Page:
During REM sleep, dreams are the epitome of living in the moment, of harnessing the power of now. During these dreams, consciousness is concerned solely with the immediate present. Once we awaken, humans—”and supposedly only humans,” according to a German study out in Nature Neuroscience—inhabit a different mode of consciousness that allows higher-order cognitive functions like abstract thinking, volition, and self-reflective awareness.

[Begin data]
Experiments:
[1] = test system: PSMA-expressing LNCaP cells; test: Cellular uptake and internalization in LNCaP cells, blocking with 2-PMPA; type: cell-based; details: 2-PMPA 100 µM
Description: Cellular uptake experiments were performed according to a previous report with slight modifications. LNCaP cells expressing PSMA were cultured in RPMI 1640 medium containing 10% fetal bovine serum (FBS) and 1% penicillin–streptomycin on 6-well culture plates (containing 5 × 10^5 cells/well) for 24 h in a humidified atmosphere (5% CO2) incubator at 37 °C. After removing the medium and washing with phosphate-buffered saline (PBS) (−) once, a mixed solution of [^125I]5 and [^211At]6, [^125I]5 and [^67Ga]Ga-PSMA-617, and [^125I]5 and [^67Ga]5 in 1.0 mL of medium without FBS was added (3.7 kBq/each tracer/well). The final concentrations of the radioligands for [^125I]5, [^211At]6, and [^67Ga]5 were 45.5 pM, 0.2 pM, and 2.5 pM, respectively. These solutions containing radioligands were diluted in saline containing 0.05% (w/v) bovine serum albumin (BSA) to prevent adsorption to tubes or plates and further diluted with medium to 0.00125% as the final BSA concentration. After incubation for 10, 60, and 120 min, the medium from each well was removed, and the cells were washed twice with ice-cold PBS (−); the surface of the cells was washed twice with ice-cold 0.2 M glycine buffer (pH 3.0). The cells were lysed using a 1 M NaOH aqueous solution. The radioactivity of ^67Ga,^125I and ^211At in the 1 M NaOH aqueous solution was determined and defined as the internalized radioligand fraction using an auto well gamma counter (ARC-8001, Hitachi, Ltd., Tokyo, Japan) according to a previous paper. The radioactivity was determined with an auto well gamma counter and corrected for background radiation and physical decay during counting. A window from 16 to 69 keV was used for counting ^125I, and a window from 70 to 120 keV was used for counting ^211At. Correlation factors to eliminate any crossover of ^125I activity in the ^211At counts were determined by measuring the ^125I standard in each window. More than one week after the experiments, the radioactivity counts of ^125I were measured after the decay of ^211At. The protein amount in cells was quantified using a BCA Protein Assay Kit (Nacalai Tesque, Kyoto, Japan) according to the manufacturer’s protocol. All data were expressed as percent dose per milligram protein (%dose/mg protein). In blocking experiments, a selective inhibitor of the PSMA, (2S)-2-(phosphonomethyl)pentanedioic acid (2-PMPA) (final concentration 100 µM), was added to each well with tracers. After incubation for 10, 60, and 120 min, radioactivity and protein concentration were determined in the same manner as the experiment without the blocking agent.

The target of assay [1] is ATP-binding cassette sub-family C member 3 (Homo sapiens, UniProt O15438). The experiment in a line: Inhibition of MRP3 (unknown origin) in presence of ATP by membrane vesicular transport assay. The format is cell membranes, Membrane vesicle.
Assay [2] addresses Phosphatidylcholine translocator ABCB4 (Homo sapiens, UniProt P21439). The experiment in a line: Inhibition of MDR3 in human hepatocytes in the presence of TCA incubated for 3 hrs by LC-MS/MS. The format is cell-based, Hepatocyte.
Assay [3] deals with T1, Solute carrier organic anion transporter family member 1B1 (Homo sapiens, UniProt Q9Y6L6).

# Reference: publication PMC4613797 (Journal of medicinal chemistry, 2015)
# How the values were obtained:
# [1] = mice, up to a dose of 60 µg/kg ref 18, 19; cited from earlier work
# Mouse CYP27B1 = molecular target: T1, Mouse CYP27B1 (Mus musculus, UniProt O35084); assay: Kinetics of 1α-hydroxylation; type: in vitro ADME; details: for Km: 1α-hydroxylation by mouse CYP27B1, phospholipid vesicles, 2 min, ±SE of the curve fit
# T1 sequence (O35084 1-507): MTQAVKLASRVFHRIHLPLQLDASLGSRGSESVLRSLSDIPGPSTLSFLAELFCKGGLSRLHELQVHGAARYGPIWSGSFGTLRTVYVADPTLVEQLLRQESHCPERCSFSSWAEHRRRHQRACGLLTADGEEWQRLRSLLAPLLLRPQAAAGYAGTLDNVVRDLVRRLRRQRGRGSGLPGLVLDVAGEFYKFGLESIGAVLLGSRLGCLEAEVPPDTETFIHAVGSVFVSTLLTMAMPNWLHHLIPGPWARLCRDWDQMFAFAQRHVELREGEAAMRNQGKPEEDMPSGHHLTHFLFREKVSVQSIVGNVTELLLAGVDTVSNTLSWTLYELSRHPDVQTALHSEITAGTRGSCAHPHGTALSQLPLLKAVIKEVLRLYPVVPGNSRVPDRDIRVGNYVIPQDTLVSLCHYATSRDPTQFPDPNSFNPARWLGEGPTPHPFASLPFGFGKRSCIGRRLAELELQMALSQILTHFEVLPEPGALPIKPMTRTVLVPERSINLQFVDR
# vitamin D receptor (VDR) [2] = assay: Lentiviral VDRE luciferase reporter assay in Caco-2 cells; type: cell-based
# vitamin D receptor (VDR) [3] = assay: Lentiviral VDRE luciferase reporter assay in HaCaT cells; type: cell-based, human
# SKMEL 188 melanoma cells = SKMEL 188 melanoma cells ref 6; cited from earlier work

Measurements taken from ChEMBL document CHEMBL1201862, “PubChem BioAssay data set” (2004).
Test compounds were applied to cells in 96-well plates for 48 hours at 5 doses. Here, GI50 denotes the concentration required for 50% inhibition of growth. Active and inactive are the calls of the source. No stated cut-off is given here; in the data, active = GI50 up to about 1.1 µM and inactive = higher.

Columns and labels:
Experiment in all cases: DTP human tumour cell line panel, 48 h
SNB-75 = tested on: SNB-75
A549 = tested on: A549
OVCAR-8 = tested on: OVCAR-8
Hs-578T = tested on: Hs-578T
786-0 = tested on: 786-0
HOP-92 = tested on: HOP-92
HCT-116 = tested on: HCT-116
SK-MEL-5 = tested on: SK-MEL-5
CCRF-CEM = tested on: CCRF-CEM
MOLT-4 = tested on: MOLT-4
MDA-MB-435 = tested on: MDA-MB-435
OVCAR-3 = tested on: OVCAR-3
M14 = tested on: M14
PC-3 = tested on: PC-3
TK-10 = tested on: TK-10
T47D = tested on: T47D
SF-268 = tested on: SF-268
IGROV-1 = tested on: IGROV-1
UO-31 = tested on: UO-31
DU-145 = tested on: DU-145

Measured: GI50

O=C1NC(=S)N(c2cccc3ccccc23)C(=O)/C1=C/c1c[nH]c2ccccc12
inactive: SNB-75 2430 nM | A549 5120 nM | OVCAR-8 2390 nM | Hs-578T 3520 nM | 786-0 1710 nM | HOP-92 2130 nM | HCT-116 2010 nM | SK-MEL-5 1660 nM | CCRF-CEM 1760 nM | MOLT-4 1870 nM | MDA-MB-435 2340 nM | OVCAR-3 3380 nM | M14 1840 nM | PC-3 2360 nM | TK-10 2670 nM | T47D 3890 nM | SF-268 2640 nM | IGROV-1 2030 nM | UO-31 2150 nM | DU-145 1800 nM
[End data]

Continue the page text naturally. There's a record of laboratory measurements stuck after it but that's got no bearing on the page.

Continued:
But sometimes, we humans can have lucid dreams. These dreams take place during REM sleep, but we are aware we are in a dream. We can even control the dream’s plotline.
EEG and fMRI studies have shown that there is elevated activity in what’s called the lower gamma frequency band, notably in frontal and temporal regions of the brain, during lucid dreams. Gamma band activity is modulated by sensory input and internal processes like working memory and attention. It is most often viewed as a byproduct of neural activity; it is not clear if it contributes to brain function.